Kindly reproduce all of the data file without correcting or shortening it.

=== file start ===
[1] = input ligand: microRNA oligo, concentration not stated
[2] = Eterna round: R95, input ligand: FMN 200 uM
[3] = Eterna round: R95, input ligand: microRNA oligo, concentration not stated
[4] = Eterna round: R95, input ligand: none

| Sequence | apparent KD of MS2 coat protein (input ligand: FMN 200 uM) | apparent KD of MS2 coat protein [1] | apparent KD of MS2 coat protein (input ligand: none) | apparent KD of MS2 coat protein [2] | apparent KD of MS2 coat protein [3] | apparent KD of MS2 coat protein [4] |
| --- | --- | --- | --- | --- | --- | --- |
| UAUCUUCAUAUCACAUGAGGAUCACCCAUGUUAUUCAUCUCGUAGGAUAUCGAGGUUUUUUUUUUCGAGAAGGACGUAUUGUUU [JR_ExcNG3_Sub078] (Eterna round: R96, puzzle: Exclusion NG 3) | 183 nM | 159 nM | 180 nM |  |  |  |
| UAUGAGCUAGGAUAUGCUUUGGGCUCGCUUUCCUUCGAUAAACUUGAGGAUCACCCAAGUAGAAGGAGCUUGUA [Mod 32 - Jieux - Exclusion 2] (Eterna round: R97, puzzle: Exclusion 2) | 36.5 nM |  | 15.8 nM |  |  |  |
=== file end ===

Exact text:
[1] = input ligand: microRNA oligo, concentration not stated
[2] = Eterna round: R95, input ligand: FMN 200 uM
[3] = Eterna round: R95, input ligand: microRNA oligo, concentration not stated
[4] = Eterna round: R95, input ligand: none

| Sequence | apparent KD of MS2 coat protein (input ligand: FMN 200 uM) | apparent KD of MS2 coat protein [1] | apparent KD of MS2 coat protein (input ligand: none) | apparent KD of MS2 coat protein [2] | apparent KD of MS2 coat protein [3] | apparent KD of MS2 coat protein [4] |
| --- | --- | --- | --- | --- | --- | --- |
| UAUCUUCAUAUCACAUGAGGAUCACCCAUGUUAUUCAUCUCGUAGGAUAUCGAGGUUUUUUUUUUCGAGAAGGACGUAUUGUUU [JR_ExcNG3_Sub078] (Eterna round: R96, puzzle: Exclusion NG 3) | 183 nM | 159 nM | 180 nM |  |  |  |
| UAUGAGCUAGGAUAUGCUUUGGGCUCGCUUUCCUUCGAUAAACUUGAGGAUCACCCAAGUAGAAGGAGCUUGUA [Mod 32 - Jieux - Exclusion 2] (Eterna round: R97, puzzle: Exclusion 2) | 36.5 nM |  | 15.8 nM |  |  |  |